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Environmental Chemistry Letters

, Volume 17, Issue 4, pp 1623–1643 | Cite as

Historical review on chitin and chitosan biopolymers

  • Grégorio CriniEmail author
Review

Abstract

In 1799, Hatchett decalcified shells of crabs, lobsters, prawns and crayfish with mineral acids, observing that they produced a moderate effervescence and in a short time were found to be soft and plastic of a yellowish color and like a cartilage, which retained the original figure. Although this is the first mention of calcified chitin in invertebrates, the discovery of chitin is usually attributed both to Braconnot in 1811 who discovered chitin from fungi, and to Odier in 1823 who obtained a hornlike material after treatment of cockchafer elytra with potassium hydroxide. Chitin was first named fongine by Braconnot and then chitine by Odier. Children revealed the nitrogenous nature of chitin in 1824. The history of chitosan, the main derivative of chitin, dates back to 1859 with the work of Rouget. The name of chitosan was, however, introduced in 1894 by Hoppe-Seyler. In 1876, Ledderhose hydrolyzed arthropod chitin and discovered glykosamin, the first derivative of chitin. This review describes the 220 years of the development of chitin. I have roughly divided the story into five periods: discovery from 1799 to 1894, a period of confusion and controversy from 1894 to 1930, exploration in 1930–1950, a period of doubt from 1950 to 1970, and finally the period of application from 1970. The different periods are illustrated by examples of published studies, in particular from outstanding scholars who have left their mark on the history of this polysaccharide. Although this historic review is not exhaustive, it highlights the work of researchers who have contributed to the development of our knowledge of chitin throughout the 220 years of its history.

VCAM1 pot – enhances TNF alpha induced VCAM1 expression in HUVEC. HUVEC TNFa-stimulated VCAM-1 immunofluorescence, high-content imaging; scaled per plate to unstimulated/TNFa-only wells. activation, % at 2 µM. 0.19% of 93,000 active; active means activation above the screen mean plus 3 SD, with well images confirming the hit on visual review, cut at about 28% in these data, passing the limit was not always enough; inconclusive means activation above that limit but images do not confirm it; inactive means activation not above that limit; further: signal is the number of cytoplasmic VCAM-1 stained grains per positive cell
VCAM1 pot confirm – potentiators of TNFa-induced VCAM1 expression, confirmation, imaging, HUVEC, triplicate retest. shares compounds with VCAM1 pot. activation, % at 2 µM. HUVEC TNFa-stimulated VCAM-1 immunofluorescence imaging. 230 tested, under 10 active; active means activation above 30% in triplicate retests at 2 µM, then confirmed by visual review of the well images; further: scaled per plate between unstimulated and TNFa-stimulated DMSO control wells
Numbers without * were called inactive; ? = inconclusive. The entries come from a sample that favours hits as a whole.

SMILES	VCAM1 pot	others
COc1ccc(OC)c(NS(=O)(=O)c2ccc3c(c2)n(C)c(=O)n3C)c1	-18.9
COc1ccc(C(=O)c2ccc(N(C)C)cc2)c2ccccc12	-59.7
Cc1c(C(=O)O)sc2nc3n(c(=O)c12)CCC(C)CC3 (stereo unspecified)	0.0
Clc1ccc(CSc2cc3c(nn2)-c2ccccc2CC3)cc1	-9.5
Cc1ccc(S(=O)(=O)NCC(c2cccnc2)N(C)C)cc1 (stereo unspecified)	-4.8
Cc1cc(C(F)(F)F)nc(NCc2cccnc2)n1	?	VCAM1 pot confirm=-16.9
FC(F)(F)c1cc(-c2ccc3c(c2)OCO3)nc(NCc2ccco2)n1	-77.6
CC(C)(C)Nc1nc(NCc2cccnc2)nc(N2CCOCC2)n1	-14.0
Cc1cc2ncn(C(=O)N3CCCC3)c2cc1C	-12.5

Keywords

Chitin Chitosan History Discovery Braconnot Controversy Exploration Period of doubt Period of application 

Notes

Acknowledgements

It is first a honor and pleasure to thank my mentors, colleagues and friends Professor Benito Casu (1927–2016), Professor Kjell M. Vårum (1953–2016), Professor Michel Morcellet and Research Director Giangiacomo Torri for inspiring my interest in biopolymers in the mid-1990s, in particular chitin and chitosan polysaccharides. I thank the following colleagues for much of the information collected and critical reading of early drafts of this review: Nadia Morin-Crini, Sylvie Bastello-Duflot and Marlène Gruet (Université Bourgogne Franche-Comté, France), Peter Winterton (Université de Toulouse III, France), Giangiacomo Torri (Istituto di Chimica e Biochemica G. Ronzoni, Milan, Italy), and Giuseppe Trunfio (University of Messina, Italy).

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© Springer Nature Switzerland AG 2019

Authors and Affiliations

  1. 1.Laboratoire Chrono-environnement, UMR 6249, UFR Sciences et TechniquesUniversité Bourgogne Franche-ComtéBesançonFrance

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